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Two Glorious Science Experiments: One About Sex, The Other About Lunch

Wednesday, June 25, 2014 - 07:03 AM

Done right, a good science experiment is simple, clear and revealing. Done splendidly, it's a tale you don't forget. Let's do the sex one first. It took place in Italy, in the 1760s, when a Catholic priest and scholar, Lazzaro Spallanzani, was thinking about sperm — which is why he decided to dress frogs in pants, like this ...

Spallanzani designed 'tight taffeta pants' for the male frogs.
Robert Krulwich/NPR

That's right, pants. Spallanzani was a serious natural philosopher (what we'd now call a scientist); he was also very suspicious of a notion common in his day: that life sometimes spontaneously generates from nonlife.

People noticed that when meat was left on a table for long enough, baby flies appeared. The beef, it was said, birthed the flies. No one knew how. It just happened — poof! Decomposition — even of inorganic things — was key. Put some wheat husks on the ground, mix them with odoriferous human underwear, wait 21 days, and the sweat and the wheat would combine to generate (spontaneously) a mouse. This was a common belief.

Mouse emerging from wheat.
Robert Krulwich/NPR

Spallanzani thought otherwise. He believed that, in higher animals, not only was an egg necessary, but sperm was also required. He believed that life came only from life, not nonlife. Scholars had seen sperm, those wiggly things produced by the sex organ in a flush of solution. Obviously the spermy suspension had some purpose ...

Sperm with a question.
Robert Krulwich/NPR

... but what? So Spallanzani came up with this test.

He acquired a bunch of frogs, males and females. He separated them, and then, for the males, he designed what historians describe as "tight taffeta pants." I'm not sure exactly what they looked like. In some translations, the Italian reads as "short pants," so they might have looked like this ...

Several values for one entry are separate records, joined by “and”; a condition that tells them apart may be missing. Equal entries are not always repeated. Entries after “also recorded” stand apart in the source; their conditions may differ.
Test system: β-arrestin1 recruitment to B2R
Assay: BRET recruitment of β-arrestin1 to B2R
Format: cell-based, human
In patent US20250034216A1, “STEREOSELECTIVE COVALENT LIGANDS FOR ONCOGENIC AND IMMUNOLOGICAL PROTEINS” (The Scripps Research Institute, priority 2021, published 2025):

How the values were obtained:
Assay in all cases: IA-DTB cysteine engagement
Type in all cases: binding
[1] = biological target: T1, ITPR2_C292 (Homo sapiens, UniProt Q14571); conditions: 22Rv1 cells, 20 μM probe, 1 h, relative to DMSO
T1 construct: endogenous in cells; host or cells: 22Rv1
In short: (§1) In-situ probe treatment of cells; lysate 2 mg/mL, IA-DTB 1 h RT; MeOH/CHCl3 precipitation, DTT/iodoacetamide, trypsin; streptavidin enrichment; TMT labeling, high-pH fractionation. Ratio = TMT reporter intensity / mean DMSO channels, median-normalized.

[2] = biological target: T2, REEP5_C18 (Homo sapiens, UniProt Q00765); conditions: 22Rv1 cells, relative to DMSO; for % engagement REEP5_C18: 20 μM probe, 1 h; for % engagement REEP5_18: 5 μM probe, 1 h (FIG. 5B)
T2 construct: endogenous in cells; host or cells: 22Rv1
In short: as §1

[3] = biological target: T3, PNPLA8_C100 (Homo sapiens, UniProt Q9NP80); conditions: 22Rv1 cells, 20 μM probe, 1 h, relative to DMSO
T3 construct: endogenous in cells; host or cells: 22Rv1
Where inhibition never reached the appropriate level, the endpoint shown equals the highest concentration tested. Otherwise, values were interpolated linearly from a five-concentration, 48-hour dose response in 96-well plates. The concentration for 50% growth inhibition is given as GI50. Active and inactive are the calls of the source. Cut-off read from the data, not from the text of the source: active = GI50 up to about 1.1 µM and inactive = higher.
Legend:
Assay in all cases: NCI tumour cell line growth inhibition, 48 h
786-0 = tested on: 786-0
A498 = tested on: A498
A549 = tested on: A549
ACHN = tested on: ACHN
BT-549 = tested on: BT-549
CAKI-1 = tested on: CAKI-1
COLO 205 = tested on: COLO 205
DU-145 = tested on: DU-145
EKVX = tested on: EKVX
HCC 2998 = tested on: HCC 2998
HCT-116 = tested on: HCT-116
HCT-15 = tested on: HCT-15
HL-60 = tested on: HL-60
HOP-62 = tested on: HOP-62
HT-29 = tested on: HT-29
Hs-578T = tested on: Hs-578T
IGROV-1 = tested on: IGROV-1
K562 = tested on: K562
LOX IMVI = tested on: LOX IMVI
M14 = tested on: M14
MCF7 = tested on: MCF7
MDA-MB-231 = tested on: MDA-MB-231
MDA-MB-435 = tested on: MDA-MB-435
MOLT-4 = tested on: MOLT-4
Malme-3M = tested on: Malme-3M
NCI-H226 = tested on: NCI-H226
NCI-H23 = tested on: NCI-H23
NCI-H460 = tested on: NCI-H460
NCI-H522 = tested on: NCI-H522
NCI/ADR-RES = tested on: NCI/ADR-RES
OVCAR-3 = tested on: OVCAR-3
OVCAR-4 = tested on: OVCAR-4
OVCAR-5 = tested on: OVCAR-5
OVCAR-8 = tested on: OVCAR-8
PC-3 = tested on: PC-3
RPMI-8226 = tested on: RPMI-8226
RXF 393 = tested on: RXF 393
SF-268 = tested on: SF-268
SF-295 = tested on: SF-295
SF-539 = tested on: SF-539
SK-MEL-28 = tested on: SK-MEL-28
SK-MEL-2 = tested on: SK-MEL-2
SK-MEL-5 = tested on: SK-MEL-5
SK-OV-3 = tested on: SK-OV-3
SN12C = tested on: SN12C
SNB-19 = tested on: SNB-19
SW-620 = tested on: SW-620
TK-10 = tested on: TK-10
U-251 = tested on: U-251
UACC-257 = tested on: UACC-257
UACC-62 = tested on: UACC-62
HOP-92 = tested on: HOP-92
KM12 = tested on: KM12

Frog hanging from a branch.
Robert Krulwich/NPR

Or maybe like this ...

A frog in pants.
Robert Krulwich/NPR

The pants were then fitted on the males, who, now dressed, were released. Their job, Spallanzani wrote, was to "seek [a] female with equal eagerness and perform, as well as they can, the act of generation."

But with pants on, it wasn't easy.

A not very amorous encounter.
Robert Krulwich/NPR

They got excited, with released sperm staining their garments, but the heavier, wiggly spermatozoa didn't get through.

Spallanzani, of course, had a control group (naked frogs who showered the eggs), and those eggs quickly began to develop, eventually producing tadpoles. But the bepanted frogs?

A sad frog in tight pants.
Robert Krulwich/NPR

They begat no children. The tight pants had clearly removed a key ingredient. Sperm, it seemed, was necessary in these unions. Tadpoles, clearly, didn't spontaneously generate (and didn't, as another group thought, grow from teeny premade versions of themselves). No, Spallanzani proved that baby frogs come from two parents; and while he didn't get the mechanics exactly right, and while he went a little overboard fashionwise with his pant-sized Trojans — Spallanzani had made a major discovery.